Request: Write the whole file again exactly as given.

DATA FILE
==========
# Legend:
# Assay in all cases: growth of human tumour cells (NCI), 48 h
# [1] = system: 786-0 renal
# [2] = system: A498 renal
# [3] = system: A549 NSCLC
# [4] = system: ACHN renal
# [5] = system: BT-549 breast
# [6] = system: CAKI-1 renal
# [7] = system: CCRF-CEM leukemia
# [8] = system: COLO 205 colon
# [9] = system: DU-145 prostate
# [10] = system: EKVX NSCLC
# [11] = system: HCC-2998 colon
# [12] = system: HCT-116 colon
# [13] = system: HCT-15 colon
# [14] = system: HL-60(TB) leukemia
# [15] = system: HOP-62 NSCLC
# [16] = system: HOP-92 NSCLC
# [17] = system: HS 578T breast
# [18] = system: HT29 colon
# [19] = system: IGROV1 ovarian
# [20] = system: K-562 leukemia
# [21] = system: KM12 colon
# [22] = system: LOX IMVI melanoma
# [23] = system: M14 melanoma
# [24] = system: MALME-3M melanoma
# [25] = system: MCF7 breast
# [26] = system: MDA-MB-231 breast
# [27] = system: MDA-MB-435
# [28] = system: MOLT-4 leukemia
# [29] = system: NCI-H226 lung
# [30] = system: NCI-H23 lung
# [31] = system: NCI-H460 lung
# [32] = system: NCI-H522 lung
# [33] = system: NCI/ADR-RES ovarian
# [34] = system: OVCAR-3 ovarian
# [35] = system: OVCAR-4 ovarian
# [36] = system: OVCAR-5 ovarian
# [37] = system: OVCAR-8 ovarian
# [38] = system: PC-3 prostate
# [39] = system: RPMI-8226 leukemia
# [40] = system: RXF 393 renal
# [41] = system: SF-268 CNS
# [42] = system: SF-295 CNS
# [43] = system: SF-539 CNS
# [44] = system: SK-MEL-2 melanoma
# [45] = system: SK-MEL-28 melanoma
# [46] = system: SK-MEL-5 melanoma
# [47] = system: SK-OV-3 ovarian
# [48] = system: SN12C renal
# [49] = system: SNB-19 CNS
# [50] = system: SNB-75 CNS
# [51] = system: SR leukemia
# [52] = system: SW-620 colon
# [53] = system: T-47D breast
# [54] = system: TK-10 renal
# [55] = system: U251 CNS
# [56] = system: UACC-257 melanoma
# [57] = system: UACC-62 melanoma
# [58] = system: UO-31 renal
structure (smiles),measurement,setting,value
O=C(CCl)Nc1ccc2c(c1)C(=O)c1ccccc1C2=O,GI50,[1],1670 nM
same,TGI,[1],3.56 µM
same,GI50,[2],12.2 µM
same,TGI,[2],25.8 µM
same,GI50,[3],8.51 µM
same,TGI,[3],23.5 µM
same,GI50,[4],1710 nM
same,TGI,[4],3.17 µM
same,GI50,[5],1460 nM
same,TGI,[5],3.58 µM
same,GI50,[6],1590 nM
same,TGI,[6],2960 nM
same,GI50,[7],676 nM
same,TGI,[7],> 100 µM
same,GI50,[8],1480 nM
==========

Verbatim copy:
# Legend:
# Assay in all cases: growth of human tumour cells (NCI), 48 h
# [1] = system: 786-0 renal
# [2] = system: A498 renal
# [3] = system: A549 NSCLC
# [4] = system: ACHN renal
# [5] = system: BT-549 breast
# [6] = system: CAKI-1 renal
# [7] = system: CCRF-CEM leukemia
# [8] = system: COLO 205 colon
# [9] = system: DU-145 prostate
# [10] = system: EKVX NSCLC
# [11] = system: HCC-2998 colon
# [12] = system: HCT-116 colon
# [13] = system: HCT-15 colon
# [14] = system: HL-60(TB) leukemia
# [15] = system: HOP-62 NSCLC
# [16] = system: HOP-92 NSCLC
# [17] = system: HS 578T breast
# [18] = system: HT29 colon
# [19] = system: IGROV1 ovarian
# [20] = system: K-562 leukemia
# [21] = system: KM12 colon
# [22] = system: LOX IMVI melanoma
# [23] = system: M14 melanoma
# [24] = system: MALME-3M melanoma
# [25] = system: MCF7 breast
# [26] = system: MDA-MB-231 breast
# [27] = system: MDA-MB-435
# [28] = system: MOLT-4 leukemia
# [29] = system: NCI-H226 lung
# [30] = system: NCI-H23 lung
# [31] = system: NCI-H460 lung
# [32] = system: NCI-H522 lung
# [33] = system: NCI/ADR-RES ovarian
# [34] = system: OVCAR-3 ovarian
# [35] = system: OVCAR-4 ovarian
# [36] = system: OVCAR-5 ovarian
# [37] = system: OVCAR-8 ovarian
# [38] = system: PC-3 prostate
# [39] = system: RPMI-8226 leukemia
# [40] = system: RXF 393 renal
# [41] = system: SF-268 CNS
# [42] = system: SF-295 CNS
# [43] = system: SF-539 CNS
# [44] = system: SK-MEL-2 melanoma
# [45] = system: SK-MEL-28 melanoma
# [46] = system: SK-MEL-5 melanoma
# [47] = system: SK-OV-3 ovarian
# [48] = system: SN12C renal
# [49] = system: SNB-19 CNS
# [50] = system: SNB-75 CNS
# [51] = system: SR leukemia
# [52] = system: SW-620 colon
# [53] = system: T-47D breast
# [54] = system: TK-10 renal
# [55] = system: U251 CNS
# [56] = system: UACC-257 melanoma
# [57] = system: UACC-62 melanoma
# [58] = system: UO-31 renal
structure (smiles),measurement,setting,value
O=C(CCl)Nc1ccc2c(c1)C(=O)c1ccccc1C2=O,GI50,[1],1670 nM
same,TGI,[1],3.56 µM
same,GI50,[2],12.2 µM
same,TGI,[2],25.8 µM
same,GI50,[3],8.51 µM
same,TGI,[3],23.5 µM
same,GI50,[4],1710 nM
same,TGI,[4],3.17 µM
same,GI50,[5],1460 nM
same,TGI,[5],3.58 µM
same,GI50,[6],1590 nM
same,TGI,[6],2960 nM
same,GI50,[7],676 nM
same,TGI,[7],> 100 µM
same,GI50,[8],1480 nM